- A source of protein such as nuts, seeds, milk, yogurt, cheese, or eggs for optimal muscle and bone growth and development
- A source of omega 3 fatty acids such as hemp hearts, nuts, seeds, or ground flax seed for optimal brain and eye health and development
- a source of antioxidants, such as brightly coloured vegetables and fruit for optimal immunity against acute and chronic illnesses.
For example, try whole grain toast with mashed avocado, a hard boiled egg, and sliced strawberries. If your child is not very interested in breakfast, try making a smoothie with 6 oz of milk with 1 scoop of Healthy Height protein powder, 1 tsp, ground flax seed, and ½ cup frozen berries. Both of these breakfasts offer the nutritional elements described above, one is just more compact creating a higher level of both caloric and nutrient density.
Building a Nutrient-Dense Breakfast
Okay, so what exactly is caloric and nutrient density. It refers to determining a way to get the most nutrients in the smallest volume of food. For example, you can make oatmeal with water or milk. When made with milk it is the same volume but has more protein, calcium, vitamin D, magnesium, etc. in each bite. If we take that oatmeal and stir in hemp hearts we are again adding more nutrition without adding volume. This is especially important for children that are selective eaters, slow eaters, or lose interest quickly at a meal or snack.
This same concept can be applied to Healthy Height. You can offer your child a glass of milk, a smoothie, a bowl of yogurt with or without Healthy Height. When you add it the volume doesn’t change, but the concentration of bone building nutrients does. And since 90% of our bone is laid before the age of 18, the school age years are a vital time to meet the body’s needs for protein, calcium, vitamin D, vitamin A, magnesium, and phosphorus.
Nutrient-Dense Breakfast Examples
If the scenario above sounds valuable to you, here are a few ideas for nutrient and calorie dense breakfasts that work well in our home:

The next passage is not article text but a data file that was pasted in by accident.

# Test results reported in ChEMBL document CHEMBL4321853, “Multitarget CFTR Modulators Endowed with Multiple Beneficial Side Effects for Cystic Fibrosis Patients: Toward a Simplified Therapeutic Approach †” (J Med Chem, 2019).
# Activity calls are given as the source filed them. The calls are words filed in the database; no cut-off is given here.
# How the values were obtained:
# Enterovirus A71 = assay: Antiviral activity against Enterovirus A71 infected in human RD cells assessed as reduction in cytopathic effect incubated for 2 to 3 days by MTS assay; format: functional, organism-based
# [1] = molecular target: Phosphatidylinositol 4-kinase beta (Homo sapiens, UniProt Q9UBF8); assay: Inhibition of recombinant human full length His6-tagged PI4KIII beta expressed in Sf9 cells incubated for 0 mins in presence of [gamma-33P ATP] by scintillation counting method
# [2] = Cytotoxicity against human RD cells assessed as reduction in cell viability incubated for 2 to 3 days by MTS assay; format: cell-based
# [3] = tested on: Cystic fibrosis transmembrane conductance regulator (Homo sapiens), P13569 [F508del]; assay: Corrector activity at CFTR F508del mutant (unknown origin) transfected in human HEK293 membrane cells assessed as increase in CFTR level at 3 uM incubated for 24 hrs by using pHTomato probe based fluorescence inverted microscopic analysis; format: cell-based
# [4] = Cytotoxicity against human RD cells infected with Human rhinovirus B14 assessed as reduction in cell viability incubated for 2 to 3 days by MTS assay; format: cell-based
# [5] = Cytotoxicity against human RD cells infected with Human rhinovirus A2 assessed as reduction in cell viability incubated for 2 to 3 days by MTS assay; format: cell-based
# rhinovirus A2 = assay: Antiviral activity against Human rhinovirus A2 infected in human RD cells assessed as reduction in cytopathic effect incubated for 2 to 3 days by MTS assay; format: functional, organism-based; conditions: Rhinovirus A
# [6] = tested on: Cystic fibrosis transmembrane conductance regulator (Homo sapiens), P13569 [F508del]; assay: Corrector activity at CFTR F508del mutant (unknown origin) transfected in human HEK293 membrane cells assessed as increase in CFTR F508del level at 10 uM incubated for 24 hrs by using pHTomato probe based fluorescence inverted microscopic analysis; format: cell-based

- Create a Banana Boat with ½ banana, 1-2 Tbsp. of your favourite nut/seed butter and a sprinkle of hemp hearts and pair it with 4 oz of milk blended with ½ scoop of Healthy Height
- Try offering a Superhero Shake with 6 oz of milk, ½-1 scoop vanilla Healthy Height, ½ cup frozen blueberries, 1 handful of baby spinach, 1 tsp. ground flax seed, and 2 Tbsp. oats.
- Create a Breakfast Blender Volcano. They can add ½ cup yogurt, ½ cup milk, ½ scoop chocolate Healthy Height, ½ banana, and 2 pitted dates. Pour into a bowl ending with the centre elevated. Then sprinkle granola, chia seeds, sunflower seeds, and raisins on top.
Getting a solid start to the day is key, but continued nourishment is essential too. Here are a few tips when you are packing your children’s lunch boxes this year.
- Challenge yourself to see how many colours you can offer in their lunch box as each colour offers different nutrients AND the variety is a nice visual for your child when they open their lunch. They taste first with their eyes!
- Try to include representation from each food group to provide vitamins, minerals, and antioxidants with a nice balance of energy from carbohydrates, protein for their growing muscles and bones, healthy fats for brain growth and satiety.
- Choose a lunch box that allows your child to see the whole lunch at once rather than needing to open several small containers.